You get the drift. This is the sort of advice that approximately never is given to ministers or spads. If the people on the ground dealing with the consequences of Whitehall decisions could give them such help, then it is possible that lots of small improvements could be made quickly. I often made small improvements / corrected our own errors in response to emails from the front line but this was very sporadic – not systematic – and the process left me screaming at my computer that we were, because of the insane Whitehall structures, so disconnected from reality.
Why would you bother?
DfE ministers, spads, and officials watch this blog. They might change things if you help them by explaining SPECIFIC things they can do. They might also think ‘if we do X, then education world will complain Y, so let’s not do it’.
Gove will read the comments (this is not a promise based on discussion but a prediction based on character). Gove is going to be involved in writing the next Tory manifesto. Therefore if you can show why something is wrong / stupid, you have a chance to influence him and give him ammo to head off the appalling stream of gimmicks that are, as we speak, being cooked up. Others in No10 will also read it. (A plus is that this process can influence No10 even though everybody in No10 will deny they even read it.)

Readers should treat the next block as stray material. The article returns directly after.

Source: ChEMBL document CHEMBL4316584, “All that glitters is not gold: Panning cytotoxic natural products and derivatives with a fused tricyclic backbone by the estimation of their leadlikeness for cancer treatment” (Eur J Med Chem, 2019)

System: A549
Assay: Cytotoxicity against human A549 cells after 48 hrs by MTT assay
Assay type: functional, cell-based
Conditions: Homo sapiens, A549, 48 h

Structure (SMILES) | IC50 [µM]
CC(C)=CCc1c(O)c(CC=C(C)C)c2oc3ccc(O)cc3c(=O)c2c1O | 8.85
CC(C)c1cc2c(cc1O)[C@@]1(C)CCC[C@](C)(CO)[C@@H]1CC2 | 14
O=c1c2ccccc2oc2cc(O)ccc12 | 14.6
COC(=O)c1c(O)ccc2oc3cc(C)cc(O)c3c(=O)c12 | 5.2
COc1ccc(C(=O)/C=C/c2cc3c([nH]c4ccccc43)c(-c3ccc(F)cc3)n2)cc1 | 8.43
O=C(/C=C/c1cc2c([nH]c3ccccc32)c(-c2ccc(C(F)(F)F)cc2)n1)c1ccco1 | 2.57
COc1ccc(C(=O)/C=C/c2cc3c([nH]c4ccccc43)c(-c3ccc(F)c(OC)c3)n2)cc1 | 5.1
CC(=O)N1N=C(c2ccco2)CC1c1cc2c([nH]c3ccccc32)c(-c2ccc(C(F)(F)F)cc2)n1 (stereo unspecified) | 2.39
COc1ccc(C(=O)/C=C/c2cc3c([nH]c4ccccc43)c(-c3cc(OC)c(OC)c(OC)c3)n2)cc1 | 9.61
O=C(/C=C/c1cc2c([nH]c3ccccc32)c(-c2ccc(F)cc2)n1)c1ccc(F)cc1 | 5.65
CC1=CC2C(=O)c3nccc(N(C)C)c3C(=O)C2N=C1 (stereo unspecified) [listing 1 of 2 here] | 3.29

Labour’s team read this blog looking for information to harm the Tories therefore will happen upon useful information that may also nudge them in useful directions. If they become the next government – which betting markets think is reasonably likely – you will have helped educate them.
The media read this blog looking for ‘news’ so also will see worthwhile information.
I will try to answer questions (from those interested) about why we made certain decisions, relying on memory, emails, papers etc. But my goal is not to ‘defend what we did’ – it is to discover what we did wrong so others can improve it. Also, NB. I left DfE partly because I was desperate to have as little involvement in the election as possible and I plan on implementing this by being abroad for its entirety so I don’t have to listen to a word. From recent interviews etc, it ought to be clear that this experiment is not designed to help Cameron or any other political force win an election.